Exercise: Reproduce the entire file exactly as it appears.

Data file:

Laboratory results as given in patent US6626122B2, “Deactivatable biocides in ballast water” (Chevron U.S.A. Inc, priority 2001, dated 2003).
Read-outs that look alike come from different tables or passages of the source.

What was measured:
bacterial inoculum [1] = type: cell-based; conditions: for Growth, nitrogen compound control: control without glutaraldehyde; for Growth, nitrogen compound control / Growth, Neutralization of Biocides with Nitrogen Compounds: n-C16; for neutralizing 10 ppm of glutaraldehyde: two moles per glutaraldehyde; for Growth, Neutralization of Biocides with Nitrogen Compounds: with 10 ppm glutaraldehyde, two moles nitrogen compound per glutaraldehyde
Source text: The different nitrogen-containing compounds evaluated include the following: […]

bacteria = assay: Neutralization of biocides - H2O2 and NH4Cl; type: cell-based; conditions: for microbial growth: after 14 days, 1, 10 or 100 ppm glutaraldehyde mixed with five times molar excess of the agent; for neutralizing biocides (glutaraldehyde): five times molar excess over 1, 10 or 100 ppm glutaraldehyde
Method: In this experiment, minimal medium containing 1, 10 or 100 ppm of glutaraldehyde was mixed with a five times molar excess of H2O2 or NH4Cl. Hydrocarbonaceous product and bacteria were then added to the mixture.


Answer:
Laboratory results as given in patent US6626122B2, “Deactivatable biocides in ballast water” (Chevron U.S.A. Inc, priority 2001, dated 2003).
Read-outs that look alike come from different tables or passages of the source.

What was measured:
bacterial inoculum [1] = type: cell-based; conditions: for Growth, nitrogen compound control: control without glutaraldehyde; for Growth, nitrogen compound control / Growth, Neutralization of Biocides with Nitrogen Compounds: n-C16; for neutralizing 10 ppm of glutaraldehyde: two moles per glutaraldehyde; for Growth, Neutralization of Biocides with Nitrogen Compounds: with 10 ppm glutaraldehyde, two moles nitrogen compound per glutaraldehyde
Source text: The different nitrogen-containing compounds evaluated include the following: […]

bacteria = assay: Neutralization of biocides - H2O2 and NH4Cl; type: cell-based; conditions: for microbial growth: after 14 days, 1, 10 or 100 ppm glutaraldehyde mixed with five times molar excess of the agent; for neutralizing biocides (glutaraldehyde): five times molar excess over 1, 10 or 100 ppm glutaraldehyde
Method: In this experiment, minimal medium containing 1, 10 or 100 ppm of glutaraldehyde was mixed with a five times molar excess of H2O2 or NH4Cl. Hydrocarbonaceous product and bacteria were then added to the mixture.